It's Juneteenth. Show of Hands: Who Knows What That Means?

Many are enjoying today’s federal holiday. Most probably have no idea how it came to be.

Buffy Naylor, Senior Managing Editor

June 20, 2022

10 Slides

Today the U.S. observes Juneteenth, its youngest national holiday. President Biden signed the bill establishing it as a federal holiday last year, just two days before it was marked for the first time.

“Great nations don’t ignore their most painful moments,” President Biden said during 2021’s bill signing ceremony. “They embrace them. In short, this day doesn’t just celebrate the past. It calls for action today.”

The holiday, which commemorates the end of slavery in the U.S., is making only its second appearance as a national holiday. But it has been celebrated in Black communities since 1866. This makes it the oldest known holiday that commemorates the end of slavery in the U.S.

Juneteenth is actually June 19, but as a federal holiday it’s observed on the closest Monday.

Juneteenth was recognized by almost every state and by presidential proclamations before 2020. But the death of George Floyd and subsequent political activism prompted the creation of a formal federal holiday.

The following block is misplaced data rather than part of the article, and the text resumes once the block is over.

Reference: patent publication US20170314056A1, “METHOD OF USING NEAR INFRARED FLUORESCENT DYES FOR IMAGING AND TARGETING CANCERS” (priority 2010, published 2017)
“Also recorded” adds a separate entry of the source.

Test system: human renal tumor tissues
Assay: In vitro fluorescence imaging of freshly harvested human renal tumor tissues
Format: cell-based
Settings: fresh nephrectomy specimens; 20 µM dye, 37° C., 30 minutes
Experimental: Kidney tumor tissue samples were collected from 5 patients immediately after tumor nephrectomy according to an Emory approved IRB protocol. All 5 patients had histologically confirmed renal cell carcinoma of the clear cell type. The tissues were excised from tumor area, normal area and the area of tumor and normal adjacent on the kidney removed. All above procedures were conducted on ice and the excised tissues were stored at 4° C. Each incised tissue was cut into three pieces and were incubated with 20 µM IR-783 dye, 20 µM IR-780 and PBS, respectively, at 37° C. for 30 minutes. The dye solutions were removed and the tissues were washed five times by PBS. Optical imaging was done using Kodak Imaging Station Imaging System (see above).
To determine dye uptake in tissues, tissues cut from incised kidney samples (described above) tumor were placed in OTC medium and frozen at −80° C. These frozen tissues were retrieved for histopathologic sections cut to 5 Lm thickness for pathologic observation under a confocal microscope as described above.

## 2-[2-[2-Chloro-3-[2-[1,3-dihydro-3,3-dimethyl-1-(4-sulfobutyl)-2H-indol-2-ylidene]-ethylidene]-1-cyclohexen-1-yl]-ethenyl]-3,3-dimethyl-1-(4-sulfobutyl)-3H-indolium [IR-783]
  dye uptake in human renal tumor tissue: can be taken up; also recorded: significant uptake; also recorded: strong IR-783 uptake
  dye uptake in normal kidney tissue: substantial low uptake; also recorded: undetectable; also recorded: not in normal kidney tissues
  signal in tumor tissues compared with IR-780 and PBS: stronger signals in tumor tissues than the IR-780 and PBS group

A Day for Reflection

Project 21 is a national leadership network of Black conservatives sponsored by the National Center for Public Policy Research. The network provides research and commentary on public policy issues. For 23 years, Project 21 members have promoted Juneteenth as a means of encouraging community, self-improvement and American exceptionalism.

“Juneteenth is a great time for all Americans to reflect upon the many invaluable contributions that black Americans have made to establish America as a great nation and to make it what it is in the world today,” said Project 21 member and pastor James Jackson. “The Juneteenth holiday is a great time for Americans to talk with each other and their children about Juneteenth’s significance and how important it is to make sure that our children are informed about the truths and realities of slavery.”

But what is Juneteenth all about, anyway? For a few quick facts on the history and observance of Juneteenth, scroll through the gallery above.

Want to contact the author directly about this story? Have ideas for a follow-up article? Email Buffy Naylor or connect with her on LinkedIn.

Read more about:


About the Author(s)

Buffy Naylor

Senior Managing Editor, Channel Futures

Buffy Naylor is senior managing editor of Channel Futures. Prior to joining Informa (then VIRGO) in 2008, she was an award-winning copywriter and editor, then senior manager of corporate communications for an international leisure travel corporation and, before that, in charge of creative development and copywriting for a boutique marketing and public relations agency.

Free Newsletters for the Channel
Register for Your Free Newsletter Now

You May Also Like